RIM, RIM, RIM

We were interviewed for some articles on RIM over the last few weeks about our experiences and opinions:

We develop and deploy apps for all platforms and our experiences can be summarized as:

Blackberry is highly problematic to develop and deploy apps for, particularly when compared to Apple or Android.  Blackberry developer support is best characterized as “indifferent”.   (It is worth noting that this fact is widely recognized, apparently even among some RIM executives!)

Customers always ask for Apple first, (increasingly Apple Tablet second), Android and rarely Blackberry.

End-user consumption of Blackberry apps is generally low – in cases when we have shipped the same apps to all three platforms, we have seen Apple to Blackberry download ratios of 20:1 or higher.

With the introduction of the new Blackberry OS and uncertainty around platforms and the future of RIM, I don’t expect that customer demand for Blackberry app development is going to change anytime soon.   A good indicator is demand for developers on sites such as Freelancer which report weak Blackberry job figures.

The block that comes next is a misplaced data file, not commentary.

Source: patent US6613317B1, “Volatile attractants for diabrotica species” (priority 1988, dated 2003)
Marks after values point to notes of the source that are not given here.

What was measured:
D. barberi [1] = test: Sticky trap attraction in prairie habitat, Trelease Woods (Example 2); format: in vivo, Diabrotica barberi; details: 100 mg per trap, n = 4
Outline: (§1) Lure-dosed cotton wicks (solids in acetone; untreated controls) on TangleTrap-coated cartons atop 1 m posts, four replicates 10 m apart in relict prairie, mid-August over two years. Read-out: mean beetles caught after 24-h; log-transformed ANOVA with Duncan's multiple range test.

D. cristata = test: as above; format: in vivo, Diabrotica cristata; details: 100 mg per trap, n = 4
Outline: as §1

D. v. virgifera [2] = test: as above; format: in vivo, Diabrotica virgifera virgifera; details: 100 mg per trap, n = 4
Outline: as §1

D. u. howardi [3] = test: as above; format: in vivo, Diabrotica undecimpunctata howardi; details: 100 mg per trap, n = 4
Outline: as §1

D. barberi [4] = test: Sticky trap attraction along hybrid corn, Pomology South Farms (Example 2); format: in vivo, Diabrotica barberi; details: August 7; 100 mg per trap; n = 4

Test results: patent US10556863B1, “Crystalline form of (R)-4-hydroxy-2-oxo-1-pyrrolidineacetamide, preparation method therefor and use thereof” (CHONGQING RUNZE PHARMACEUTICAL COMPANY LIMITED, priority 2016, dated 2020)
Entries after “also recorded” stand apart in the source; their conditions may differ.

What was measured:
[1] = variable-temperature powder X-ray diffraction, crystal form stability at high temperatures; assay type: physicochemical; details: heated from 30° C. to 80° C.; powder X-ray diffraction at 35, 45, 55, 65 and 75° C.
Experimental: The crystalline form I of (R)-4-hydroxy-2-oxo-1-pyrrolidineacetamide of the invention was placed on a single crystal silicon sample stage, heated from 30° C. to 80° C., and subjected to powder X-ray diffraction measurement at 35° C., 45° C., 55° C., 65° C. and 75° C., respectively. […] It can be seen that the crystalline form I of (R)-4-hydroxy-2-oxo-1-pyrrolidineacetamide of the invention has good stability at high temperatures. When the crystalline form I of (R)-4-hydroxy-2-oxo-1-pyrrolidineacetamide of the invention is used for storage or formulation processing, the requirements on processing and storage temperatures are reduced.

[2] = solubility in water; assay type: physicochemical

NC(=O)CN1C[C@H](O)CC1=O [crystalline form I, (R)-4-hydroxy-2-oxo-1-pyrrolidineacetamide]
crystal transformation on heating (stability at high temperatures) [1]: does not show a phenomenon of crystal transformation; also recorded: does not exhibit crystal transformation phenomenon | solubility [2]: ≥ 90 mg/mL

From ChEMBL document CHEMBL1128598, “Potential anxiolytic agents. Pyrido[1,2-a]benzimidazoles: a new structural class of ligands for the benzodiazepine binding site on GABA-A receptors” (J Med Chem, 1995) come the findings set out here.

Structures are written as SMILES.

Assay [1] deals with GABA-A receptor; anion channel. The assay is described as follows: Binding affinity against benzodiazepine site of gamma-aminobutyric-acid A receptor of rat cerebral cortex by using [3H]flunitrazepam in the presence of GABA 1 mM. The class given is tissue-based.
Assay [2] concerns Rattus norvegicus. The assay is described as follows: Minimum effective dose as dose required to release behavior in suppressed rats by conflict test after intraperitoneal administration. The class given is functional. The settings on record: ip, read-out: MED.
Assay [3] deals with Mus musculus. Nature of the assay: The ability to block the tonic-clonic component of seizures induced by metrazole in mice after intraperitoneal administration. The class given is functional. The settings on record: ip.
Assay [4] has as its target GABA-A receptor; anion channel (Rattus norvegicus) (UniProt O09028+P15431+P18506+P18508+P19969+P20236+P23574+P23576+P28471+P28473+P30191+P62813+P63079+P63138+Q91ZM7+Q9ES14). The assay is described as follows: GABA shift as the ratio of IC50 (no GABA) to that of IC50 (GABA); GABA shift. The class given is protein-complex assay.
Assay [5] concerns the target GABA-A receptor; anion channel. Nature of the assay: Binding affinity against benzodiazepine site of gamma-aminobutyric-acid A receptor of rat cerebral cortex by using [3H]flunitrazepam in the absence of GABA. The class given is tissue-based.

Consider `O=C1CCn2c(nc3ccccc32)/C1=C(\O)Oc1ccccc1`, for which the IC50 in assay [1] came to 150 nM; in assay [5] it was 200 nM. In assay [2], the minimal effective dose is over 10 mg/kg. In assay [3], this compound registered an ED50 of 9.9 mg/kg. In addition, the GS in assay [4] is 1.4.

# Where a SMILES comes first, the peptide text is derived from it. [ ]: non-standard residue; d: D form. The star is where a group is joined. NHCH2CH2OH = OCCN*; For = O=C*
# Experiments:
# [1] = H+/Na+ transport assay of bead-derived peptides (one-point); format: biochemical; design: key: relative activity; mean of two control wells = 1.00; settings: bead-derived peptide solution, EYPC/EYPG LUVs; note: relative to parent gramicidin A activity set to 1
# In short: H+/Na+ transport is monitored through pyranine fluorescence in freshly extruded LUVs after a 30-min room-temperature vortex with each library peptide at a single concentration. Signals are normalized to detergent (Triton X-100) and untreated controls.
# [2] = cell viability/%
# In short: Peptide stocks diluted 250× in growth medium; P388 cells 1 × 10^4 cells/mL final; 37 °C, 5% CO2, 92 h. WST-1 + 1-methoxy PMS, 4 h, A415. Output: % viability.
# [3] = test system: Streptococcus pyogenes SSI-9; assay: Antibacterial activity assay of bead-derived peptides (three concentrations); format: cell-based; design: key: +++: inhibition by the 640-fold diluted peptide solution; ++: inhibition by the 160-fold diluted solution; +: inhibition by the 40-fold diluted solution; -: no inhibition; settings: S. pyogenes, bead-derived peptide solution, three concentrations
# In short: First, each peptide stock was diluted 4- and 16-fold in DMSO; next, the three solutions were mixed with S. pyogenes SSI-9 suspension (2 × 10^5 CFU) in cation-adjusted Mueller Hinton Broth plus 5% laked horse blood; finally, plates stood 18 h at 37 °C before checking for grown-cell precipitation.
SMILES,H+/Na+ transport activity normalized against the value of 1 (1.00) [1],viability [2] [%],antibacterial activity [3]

What is the future for RIM?

In the near-term?   Layoffs, increased uncertainty, more bad market news, shareholder revolt, more layoffs, and leadership change.   One only has to look at the various mobile handset adoption, device usage, app store stats and market trends to see the writing on the wall… RIM sales are about to go into free-fall.

In the future?  RIM seems to be overly focused on handset “super phone” technology… personally I don’t believe that is where the future is for RIM (or any mobile vendor who wants to be the leader).  Smartphone technology is rapidly becoming commoditized, much like feature phones.   I believe the future will be in the software and the cloud services associated with the software that will allow any phone to be a “super phone”.  I really do believe that with the right software and strategy, the Playbook could be their game changer… but the team in place is too close to the past to see the future.

What do you think is the best bet for RIM’s recovery?

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